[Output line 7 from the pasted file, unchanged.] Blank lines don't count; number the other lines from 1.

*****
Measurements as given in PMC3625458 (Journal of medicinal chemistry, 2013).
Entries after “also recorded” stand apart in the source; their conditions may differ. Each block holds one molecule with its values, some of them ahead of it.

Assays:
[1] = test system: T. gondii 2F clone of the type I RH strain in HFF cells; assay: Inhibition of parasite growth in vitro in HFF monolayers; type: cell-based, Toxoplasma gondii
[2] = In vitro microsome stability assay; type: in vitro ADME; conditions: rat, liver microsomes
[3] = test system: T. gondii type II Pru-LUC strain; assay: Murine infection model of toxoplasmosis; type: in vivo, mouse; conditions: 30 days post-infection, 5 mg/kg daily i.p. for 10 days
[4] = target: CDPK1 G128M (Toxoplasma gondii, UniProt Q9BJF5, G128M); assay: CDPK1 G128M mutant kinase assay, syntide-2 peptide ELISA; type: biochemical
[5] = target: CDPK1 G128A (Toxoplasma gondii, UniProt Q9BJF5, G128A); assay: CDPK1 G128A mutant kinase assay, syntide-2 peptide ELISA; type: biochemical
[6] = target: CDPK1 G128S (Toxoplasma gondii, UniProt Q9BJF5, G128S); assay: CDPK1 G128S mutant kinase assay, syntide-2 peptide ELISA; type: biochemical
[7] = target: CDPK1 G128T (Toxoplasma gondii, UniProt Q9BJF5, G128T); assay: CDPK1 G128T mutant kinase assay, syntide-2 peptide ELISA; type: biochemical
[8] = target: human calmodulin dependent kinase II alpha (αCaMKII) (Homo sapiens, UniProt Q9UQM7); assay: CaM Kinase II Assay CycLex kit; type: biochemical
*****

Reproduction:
[4] = target: CDPK1 G128M (Toxoplasma gondii, UniProt Q9BJF5, G128M); assay: CDPK1 G128M mutant kinase assay, syntide-2 peptide ELISA; type: biochemical